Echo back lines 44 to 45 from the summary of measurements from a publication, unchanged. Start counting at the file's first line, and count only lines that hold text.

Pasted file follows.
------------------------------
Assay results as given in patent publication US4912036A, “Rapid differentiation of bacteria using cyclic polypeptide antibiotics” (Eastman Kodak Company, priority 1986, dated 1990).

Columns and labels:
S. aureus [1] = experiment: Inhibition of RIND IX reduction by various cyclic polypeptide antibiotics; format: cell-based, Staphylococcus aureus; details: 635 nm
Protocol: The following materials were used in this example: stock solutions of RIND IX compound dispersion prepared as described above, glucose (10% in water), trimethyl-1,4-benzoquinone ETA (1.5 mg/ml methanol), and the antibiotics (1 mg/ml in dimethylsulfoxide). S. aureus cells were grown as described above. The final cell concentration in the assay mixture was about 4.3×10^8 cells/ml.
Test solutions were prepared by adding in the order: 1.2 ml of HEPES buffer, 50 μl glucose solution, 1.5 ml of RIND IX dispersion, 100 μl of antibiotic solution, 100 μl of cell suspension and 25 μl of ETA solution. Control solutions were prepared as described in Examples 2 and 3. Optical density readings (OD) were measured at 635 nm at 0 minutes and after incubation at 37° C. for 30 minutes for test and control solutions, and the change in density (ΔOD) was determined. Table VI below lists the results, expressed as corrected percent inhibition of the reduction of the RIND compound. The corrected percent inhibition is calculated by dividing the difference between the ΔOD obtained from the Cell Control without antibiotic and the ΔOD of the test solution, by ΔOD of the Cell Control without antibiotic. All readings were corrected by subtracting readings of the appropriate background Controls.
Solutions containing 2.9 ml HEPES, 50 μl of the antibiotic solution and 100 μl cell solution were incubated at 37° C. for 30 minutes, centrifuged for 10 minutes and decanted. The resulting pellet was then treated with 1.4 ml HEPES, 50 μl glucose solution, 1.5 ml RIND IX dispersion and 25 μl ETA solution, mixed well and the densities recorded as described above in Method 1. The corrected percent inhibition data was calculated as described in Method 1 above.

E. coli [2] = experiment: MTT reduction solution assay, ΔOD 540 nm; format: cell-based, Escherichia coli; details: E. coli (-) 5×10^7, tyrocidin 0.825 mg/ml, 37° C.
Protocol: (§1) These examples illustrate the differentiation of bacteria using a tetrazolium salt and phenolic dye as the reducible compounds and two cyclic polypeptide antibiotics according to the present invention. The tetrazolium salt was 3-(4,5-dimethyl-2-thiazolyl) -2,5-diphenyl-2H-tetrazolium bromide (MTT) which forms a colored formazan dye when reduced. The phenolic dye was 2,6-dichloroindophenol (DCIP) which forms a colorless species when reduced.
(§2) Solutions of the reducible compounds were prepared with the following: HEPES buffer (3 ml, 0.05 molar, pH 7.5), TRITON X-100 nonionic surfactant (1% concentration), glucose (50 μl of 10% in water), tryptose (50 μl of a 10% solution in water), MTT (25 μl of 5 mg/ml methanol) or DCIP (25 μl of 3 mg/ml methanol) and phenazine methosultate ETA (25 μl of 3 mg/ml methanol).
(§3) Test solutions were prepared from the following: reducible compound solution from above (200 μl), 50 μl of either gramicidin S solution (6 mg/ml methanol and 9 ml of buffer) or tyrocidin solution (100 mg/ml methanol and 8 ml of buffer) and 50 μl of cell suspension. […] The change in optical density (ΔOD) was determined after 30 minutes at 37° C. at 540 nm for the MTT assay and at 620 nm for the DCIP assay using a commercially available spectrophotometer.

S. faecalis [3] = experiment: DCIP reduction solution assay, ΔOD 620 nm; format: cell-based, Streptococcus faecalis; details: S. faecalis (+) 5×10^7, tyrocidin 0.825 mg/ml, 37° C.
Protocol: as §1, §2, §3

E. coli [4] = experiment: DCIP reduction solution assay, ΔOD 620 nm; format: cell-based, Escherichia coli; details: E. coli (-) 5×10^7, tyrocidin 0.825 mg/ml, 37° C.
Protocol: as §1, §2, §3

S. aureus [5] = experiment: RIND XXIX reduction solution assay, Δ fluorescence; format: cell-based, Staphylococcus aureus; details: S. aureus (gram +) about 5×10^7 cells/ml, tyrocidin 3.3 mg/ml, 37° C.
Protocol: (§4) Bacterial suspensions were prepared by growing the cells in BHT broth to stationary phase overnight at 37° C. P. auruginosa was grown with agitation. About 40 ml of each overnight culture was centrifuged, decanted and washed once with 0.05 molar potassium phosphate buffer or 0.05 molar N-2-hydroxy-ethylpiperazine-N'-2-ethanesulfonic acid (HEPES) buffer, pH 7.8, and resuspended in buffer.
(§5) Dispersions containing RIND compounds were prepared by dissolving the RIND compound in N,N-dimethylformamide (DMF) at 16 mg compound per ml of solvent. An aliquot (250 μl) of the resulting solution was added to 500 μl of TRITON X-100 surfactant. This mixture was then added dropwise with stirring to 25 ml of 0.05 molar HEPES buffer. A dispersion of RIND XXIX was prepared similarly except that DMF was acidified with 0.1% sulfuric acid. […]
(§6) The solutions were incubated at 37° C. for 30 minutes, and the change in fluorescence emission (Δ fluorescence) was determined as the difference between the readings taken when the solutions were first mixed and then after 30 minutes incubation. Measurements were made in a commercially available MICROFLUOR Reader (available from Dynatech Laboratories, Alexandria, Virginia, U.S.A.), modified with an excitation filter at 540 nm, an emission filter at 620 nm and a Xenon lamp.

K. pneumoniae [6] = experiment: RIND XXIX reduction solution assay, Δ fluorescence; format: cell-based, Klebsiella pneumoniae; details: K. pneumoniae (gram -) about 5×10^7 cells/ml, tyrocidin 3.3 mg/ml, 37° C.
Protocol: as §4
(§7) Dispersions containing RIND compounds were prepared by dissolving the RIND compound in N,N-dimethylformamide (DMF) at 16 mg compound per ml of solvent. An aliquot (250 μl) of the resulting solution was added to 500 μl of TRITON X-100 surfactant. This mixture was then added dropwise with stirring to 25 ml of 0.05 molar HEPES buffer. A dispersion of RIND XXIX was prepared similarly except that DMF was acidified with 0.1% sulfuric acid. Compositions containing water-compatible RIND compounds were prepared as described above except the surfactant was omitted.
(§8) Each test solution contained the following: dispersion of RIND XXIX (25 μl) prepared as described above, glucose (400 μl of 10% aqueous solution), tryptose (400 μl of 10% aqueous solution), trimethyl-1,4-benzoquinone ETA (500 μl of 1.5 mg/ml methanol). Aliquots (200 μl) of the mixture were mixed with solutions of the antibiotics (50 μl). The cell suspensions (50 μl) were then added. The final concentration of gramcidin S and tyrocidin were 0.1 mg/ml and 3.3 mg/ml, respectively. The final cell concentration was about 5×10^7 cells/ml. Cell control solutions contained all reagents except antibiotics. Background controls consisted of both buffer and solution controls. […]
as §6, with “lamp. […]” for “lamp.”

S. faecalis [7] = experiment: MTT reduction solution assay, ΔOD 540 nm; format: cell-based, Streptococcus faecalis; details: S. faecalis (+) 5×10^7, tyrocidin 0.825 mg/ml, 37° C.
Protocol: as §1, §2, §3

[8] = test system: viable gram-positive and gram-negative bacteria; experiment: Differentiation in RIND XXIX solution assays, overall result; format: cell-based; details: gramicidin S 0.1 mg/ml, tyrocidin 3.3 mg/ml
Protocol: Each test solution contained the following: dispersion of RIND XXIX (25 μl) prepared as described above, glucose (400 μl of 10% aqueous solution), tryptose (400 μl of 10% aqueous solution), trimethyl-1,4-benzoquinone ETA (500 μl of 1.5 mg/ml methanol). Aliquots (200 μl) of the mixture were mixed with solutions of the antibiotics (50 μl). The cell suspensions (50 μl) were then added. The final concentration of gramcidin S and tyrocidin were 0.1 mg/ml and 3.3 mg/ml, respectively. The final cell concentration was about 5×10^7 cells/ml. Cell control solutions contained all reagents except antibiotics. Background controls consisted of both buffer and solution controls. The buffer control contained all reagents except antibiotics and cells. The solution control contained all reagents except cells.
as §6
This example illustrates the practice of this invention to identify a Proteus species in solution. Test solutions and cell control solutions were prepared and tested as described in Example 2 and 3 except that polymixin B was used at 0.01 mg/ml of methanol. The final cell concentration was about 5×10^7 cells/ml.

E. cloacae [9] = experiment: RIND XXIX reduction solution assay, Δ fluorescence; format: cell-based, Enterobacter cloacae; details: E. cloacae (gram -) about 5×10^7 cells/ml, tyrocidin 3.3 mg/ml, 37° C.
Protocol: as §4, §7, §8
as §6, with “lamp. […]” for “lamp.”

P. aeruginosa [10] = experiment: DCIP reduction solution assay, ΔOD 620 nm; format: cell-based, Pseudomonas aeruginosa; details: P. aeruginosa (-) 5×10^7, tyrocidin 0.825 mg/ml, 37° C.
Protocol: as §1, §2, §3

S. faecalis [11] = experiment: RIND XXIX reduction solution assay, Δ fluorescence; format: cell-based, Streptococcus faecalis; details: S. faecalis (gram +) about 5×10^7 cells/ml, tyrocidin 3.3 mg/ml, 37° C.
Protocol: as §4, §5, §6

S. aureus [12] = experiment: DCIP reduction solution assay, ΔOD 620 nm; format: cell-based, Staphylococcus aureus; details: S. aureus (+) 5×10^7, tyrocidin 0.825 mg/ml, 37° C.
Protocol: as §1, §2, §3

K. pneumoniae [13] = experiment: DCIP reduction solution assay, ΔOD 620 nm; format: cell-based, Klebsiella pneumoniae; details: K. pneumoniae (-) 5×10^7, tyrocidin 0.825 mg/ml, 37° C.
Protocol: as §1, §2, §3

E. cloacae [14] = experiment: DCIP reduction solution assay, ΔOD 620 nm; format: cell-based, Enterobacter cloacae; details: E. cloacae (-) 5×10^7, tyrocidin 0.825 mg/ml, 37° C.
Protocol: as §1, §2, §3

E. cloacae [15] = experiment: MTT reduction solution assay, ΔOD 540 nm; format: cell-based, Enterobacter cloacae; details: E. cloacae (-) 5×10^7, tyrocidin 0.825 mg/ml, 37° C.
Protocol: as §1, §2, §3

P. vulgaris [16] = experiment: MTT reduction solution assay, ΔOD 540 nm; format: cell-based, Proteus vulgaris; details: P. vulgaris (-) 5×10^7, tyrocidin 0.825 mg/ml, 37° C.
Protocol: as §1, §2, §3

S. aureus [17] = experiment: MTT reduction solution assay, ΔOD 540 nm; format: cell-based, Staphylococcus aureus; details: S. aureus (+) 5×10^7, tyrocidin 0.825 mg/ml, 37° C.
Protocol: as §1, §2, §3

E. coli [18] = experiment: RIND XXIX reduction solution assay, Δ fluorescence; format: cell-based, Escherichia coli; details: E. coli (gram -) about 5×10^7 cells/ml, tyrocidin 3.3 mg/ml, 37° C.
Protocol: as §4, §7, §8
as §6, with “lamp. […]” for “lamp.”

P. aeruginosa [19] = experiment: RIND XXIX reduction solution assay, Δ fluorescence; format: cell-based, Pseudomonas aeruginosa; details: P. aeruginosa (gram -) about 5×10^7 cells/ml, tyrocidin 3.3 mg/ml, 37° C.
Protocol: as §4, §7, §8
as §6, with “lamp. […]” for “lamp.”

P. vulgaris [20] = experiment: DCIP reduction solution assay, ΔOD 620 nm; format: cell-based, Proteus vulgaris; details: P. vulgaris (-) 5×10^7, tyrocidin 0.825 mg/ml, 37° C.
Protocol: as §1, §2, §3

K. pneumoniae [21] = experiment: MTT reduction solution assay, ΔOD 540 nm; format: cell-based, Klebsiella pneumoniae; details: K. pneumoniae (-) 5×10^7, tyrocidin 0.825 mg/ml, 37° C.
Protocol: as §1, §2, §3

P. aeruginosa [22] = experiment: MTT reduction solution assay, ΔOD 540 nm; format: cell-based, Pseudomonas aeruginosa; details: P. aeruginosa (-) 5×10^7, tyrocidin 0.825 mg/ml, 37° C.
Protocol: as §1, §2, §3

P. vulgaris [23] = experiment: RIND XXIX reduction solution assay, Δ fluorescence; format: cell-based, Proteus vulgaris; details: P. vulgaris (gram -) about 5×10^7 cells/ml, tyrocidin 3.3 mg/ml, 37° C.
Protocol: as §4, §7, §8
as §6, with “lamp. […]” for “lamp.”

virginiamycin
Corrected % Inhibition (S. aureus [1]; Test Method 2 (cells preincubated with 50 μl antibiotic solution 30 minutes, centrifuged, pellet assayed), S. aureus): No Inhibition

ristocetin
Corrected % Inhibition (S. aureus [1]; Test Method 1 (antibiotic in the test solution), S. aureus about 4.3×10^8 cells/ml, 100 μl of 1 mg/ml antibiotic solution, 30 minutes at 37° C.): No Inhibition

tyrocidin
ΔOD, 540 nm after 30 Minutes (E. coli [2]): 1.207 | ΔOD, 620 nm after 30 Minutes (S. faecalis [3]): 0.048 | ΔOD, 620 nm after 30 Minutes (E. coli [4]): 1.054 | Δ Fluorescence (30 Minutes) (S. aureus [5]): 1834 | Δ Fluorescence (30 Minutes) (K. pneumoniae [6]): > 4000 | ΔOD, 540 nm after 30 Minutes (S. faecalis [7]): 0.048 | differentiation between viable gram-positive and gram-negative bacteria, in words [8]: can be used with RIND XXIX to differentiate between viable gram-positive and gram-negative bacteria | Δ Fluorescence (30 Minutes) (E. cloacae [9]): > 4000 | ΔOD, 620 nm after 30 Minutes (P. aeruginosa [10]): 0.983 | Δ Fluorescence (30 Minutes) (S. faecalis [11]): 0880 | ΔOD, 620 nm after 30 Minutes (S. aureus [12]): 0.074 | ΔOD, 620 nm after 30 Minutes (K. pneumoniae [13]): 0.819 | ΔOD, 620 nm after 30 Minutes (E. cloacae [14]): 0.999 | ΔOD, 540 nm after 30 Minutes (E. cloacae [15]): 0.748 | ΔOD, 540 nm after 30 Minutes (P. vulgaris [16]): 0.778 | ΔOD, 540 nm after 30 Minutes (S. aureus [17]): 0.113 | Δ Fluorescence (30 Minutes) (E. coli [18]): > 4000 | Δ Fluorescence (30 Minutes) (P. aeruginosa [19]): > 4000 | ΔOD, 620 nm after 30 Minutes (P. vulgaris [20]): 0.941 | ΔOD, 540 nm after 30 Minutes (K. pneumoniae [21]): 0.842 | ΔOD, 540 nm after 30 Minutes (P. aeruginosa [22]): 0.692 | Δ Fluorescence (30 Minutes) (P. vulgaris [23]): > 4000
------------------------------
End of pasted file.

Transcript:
Protocol: as §1, §2, §3

P. vulgaris [16] = experiment: MTT reduction solution assay, ΔOD 540 nm; format: cell-based, Proteus vulgaris; details: P. vulgaris (-) 5×10^7, tyrocidin 0.825 mg/ml, 37° C.